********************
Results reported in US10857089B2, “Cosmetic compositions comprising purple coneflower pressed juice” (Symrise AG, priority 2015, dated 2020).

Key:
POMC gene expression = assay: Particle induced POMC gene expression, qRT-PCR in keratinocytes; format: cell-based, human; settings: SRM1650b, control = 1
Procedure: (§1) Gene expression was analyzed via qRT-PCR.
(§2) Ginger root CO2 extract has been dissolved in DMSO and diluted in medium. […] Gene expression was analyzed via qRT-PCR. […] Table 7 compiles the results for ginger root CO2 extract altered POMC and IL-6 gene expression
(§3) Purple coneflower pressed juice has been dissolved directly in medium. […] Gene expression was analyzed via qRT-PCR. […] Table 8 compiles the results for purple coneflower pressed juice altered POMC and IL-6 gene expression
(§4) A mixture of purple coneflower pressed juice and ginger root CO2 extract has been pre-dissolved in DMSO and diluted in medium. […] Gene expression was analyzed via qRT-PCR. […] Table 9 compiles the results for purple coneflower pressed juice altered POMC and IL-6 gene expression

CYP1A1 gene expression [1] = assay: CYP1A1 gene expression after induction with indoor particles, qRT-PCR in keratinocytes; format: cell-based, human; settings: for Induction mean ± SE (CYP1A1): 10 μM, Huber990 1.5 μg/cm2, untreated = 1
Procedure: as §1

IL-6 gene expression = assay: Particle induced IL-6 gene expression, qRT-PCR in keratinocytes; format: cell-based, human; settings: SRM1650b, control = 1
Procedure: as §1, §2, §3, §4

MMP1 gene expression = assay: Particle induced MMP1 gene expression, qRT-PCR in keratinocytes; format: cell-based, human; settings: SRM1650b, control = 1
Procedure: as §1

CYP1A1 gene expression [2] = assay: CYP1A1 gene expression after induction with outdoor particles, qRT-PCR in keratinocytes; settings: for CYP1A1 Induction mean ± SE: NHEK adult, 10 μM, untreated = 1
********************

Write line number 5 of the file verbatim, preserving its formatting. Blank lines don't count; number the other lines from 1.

(§2) Ginger root CO2 extract has been dissolved in DMSO and diluted in medium. […] Gene expression was analyzed via qRT-PCR. […] Table 7 compiles the results for ginger root CO2 extract altered POMC and IL-6 gene expression